- SECURE 2.0 brings many retirement planning enhancements and opportunities for savers and retirees
- Required Minimum Distribution (RMD) ages are increasing again over time
- Additional Catch-Up Contributions will be available to certain individuals
- A Retirement Plan “Lost and Found” national database will be created
- Unused 529 Plan funds may be rolled to Roth IRAs after meeting qualifications
- Expanding qualifying events for Emergency Withdrawals
- Many other enhancements for employer-sponsored retirement plans, emergency savings, qualified charitable deductions, mistake relief, and more!
Major changes are (again) coming to rules surrounding retirement account distributions, retirement account beneficiaries, Roth accounts, and other actions designed to increase retirement savings for individuals. While not as impactful to retirement planning as the original SECURE Act, the SECURE 2.0 Act can still have profound changes on one’s financial planning framework. We will go over the biggest changes included in the bill here, but remember to discuss this with your financial advisor to learn how it impacts your specific circumstances and plan.
The Setting Every Community Up for Retirement Enhancement (SECURE) Act was passed in December 2019 and brought several changes to the retirement environment. These included pushing back the age at which retirement plan participants need to take required minimum distributions (RMDs), making more workers eligible to participate in an employer retirement plan, and making it easier for small business owners to set up retirement plans that are cheaper and easier to maintain. To help pay for these new provisions, the SECURE Act mandated that non-spouses inheriting IRAs take distributions quicker than before (and thus taking taxes on the income).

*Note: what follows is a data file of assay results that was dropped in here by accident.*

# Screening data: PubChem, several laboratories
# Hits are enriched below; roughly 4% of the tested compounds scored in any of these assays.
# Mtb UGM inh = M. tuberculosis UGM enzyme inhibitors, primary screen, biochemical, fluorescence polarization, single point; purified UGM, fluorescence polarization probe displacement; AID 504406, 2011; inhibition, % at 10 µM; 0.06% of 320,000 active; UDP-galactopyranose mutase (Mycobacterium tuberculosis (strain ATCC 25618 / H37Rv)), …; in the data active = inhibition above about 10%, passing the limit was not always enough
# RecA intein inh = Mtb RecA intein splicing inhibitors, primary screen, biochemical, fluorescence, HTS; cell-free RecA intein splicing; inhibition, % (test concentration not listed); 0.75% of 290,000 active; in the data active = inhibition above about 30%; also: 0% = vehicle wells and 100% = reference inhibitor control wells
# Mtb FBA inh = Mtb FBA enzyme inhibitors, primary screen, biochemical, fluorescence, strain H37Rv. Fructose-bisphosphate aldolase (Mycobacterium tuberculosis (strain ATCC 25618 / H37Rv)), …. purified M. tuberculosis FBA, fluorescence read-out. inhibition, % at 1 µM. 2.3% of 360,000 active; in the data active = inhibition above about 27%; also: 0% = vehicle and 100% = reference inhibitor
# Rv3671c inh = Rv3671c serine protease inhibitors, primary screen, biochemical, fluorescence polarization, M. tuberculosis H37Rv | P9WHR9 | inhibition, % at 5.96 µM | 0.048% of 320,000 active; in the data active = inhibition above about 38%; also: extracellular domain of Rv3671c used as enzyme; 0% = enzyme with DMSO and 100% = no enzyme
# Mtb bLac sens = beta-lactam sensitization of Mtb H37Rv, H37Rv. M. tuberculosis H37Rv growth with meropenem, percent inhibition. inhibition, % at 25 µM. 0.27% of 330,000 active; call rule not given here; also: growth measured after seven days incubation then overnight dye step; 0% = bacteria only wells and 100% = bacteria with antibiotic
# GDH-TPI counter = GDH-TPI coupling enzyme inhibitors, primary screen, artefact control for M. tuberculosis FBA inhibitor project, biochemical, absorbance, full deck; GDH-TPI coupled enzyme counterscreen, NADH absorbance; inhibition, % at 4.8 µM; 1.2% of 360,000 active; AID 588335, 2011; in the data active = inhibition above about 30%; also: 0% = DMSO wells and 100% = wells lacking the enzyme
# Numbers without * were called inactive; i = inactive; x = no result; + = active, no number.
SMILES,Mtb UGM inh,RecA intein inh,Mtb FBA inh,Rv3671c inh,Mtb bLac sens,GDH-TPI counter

The omnibus spending bill passed by Congress in late December 2022 included the SECURE 2.0 Act. The bill is over 350 pages and contains more than 100 provisions designed to improve features of the U.S. retirement planning system. While this version of the SECURE Act may not have as high or as immediate of an impact on individuals’ retirement strategy, it is broader and touches more parts in the retirement industry. We’ll focus here on the key provisions that potentially have the most impact on your strategy for saving for retirement, taking distributions in retirement, and other opportunities that could prove to be beneficial for your plan.
Required Minimum Distributions
The original SECURE Act increased the age that individuals must begin taking distributions (and paying taxes on) from qualified retirement accounts from the year in which an individual reached age 70 ½ to 72, starting in 2020. This applied to those turning 70 ½ or older in 2020 or later. The SECURE 2.0 Act pushed the age at which RMDs must begin back further.
- For those who turn 72 in 2023, RMDs will be pushed back by 1 year to age 73
- Age 73 will continue to be the age at which RMDs begin through 2032
- Beginning in 2033, RMDs will be pushed back further to age 75
Catch-Up Contribution Limits
A catch-up contribution is a type of retirement contribution that allows those 50 and older to make additional contributions to qualified retirement accounts. Currently, those 50 and older can contribute an additional $1,000 per year above the standard contribution to an IRA. The SECURE 2.0 Act increases this amount.